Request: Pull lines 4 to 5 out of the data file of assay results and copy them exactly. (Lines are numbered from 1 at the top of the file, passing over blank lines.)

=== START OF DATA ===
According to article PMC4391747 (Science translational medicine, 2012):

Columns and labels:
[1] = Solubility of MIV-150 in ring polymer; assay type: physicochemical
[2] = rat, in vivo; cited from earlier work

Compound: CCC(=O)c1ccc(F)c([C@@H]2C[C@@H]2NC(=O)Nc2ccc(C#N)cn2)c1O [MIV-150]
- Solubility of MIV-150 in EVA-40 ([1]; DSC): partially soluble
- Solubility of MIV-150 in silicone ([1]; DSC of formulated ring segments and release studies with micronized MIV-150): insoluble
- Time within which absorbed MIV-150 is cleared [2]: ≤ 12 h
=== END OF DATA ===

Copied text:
[2] = rat, in vivo; cited from earlier work

Compound: CCC(=O)c1ccc(F)c([C@@H]2C[C@@H]2NC(=O)Nc2ccc(C#N)cn2)c1O [MIV-150]